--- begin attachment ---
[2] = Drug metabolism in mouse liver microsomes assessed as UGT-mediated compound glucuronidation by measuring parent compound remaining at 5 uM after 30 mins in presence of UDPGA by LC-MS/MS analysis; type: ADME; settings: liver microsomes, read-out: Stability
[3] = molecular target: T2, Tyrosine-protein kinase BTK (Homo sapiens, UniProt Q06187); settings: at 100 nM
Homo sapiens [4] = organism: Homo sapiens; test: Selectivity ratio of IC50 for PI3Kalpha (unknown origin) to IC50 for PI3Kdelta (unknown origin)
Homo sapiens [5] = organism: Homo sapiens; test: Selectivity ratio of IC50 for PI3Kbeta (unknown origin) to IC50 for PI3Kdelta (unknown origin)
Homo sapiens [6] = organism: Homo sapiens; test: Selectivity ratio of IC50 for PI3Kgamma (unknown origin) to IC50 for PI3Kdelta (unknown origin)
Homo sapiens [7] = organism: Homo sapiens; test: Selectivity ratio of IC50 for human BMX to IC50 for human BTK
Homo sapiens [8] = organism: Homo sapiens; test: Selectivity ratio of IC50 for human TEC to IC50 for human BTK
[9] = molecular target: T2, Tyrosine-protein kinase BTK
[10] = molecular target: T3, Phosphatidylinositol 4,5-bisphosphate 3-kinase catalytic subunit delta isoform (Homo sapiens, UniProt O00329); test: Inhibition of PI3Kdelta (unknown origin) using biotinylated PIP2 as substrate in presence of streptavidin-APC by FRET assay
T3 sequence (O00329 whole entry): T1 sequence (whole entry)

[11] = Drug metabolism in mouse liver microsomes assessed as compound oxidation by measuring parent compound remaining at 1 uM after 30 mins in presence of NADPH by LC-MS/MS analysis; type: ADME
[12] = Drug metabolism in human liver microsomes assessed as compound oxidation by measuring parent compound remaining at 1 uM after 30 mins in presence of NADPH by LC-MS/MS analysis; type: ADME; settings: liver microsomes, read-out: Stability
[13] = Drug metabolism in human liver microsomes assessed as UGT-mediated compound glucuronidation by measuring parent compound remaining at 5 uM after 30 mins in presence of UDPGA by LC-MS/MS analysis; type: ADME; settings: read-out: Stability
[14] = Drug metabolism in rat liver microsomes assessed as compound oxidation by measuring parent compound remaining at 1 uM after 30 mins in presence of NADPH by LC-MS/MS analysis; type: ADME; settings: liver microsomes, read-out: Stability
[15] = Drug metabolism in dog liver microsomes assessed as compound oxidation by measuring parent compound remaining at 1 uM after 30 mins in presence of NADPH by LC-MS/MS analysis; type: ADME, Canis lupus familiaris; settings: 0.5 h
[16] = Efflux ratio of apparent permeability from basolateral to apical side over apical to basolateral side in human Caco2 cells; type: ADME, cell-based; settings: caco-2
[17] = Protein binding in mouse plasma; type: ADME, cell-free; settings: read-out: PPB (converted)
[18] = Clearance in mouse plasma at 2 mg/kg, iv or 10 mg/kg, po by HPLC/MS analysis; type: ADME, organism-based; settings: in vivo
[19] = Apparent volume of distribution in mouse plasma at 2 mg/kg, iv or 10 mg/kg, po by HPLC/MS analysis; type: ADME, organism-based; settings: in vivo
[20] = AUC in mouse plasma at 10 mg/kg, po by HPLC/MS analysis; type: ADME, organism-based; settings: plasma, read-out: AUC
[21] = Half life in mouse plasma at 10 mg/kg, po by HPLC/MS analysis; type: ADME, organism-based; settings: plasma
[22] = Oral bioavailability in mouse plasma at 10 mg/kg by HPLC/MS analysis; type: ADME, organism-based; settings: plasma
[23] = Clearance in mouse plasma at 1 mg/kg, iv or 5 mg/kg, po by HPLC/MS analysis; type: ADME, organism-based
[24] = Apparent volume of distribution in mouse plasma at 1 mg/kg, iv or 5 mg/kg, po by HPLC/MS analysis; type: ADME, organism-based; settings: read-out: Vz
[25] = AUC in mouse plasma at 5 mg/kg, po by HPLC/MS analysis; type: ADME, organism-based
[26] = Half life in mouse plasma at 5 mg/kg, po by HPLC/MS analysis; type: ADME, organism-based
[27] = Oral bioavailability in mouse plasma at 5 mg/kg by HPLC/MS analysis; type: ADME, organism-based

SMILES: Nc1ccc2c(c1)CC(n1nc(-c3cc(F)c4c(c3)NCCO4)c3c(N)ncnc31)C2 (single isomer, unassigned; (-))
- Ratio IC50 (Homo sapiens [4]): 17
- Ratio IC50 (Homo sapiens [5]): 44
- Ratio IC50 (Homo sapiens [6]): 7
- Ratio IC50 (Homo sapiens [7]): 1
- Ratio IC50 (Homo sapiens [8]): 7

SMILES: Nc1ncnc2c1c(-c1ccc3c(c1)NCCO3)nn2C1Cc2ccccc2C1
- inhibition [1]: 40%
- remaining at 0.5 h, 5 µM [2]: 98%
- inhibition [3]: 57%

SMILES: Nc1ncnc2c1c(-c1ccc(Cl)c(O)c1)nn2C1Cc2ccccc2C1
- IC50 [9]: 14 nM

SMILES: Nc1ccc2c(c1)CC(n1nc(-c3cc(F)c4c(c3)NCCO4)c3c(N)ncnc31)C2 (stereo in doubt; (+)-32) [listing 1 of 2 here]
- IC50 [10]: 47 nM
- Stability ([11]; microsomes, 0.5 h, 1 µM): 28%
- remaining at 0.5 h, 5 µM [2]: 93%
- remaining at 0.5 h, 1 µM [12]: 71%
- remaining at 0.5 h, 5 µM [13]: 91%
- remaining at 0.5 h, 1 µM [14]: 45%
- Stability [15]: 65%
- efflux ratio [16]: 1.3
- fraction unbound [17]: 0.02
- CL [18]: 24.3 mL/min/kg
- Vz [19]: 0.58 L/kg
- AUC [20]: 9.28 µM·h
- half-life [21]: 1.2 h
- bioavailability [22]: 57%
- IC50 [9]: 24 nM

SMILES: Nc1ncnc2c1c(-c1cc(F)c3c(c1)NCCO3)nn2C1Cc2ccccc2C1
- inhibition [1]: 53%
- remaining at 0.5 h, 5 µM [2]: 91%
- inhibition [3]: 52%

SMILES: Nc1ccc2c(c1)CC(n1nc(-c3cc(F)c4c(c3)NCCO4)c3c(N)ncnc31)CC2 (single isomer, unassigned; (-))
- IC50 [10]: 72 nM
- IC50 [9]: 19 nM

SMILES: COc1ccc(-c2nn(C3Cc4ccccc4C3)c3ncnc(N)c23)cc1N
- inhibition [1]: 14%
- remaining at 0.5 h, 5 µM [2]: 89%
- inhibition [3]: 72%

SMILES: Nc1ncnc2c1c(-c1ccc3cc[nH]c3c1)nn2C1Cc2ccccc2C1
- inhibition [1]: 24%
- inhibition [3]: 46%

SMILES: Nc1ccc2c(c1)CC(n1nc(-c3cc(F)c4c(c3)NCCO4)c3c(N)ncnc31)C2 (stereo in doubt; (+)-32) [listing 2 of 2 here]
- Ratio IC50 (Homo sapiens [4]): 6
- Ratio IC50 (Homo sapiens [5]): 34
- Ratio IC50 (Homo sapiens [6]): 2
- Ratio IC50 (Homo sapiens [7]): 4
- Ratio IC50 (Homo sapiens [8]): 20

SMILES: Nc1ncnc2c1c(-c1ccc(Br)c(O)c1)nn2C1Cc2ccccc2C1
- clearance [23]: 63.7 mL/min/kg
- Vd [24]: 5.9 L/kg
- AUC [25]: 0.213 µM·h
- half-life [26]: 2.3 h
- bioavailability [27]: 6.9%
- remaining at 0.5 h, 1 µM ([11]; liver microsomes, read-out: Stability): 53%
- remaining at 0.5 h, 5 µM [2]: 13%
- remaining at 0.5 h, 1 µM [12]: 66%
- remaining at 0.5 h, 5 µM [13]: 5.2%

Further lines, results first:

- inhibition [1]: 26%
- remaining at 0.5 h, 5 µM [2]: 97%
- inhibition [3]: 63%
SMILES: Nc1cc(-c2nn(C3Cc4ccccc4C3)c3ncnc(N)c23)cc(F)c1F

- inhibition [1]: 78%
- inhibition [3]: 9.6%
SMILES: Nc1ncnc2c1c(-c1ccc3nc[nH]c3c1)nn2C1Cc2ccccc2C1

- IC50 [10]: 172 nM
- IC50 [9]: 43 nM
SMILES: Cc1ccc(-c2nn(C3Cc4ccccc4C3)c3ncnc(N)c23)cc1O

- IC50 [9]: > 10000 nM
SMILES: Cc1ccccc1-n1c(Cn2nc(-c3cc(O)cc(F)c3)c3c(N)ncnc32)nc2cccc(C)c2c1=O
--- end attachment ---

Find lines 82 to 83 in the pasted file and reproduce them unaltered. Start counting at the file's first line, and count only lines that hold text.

- remaining at 0.5 h, 1 µM ([11]; liver microsomes, read-out: Stability): 53%
- remaining at 0.5 h, 5 µM [2]: 13%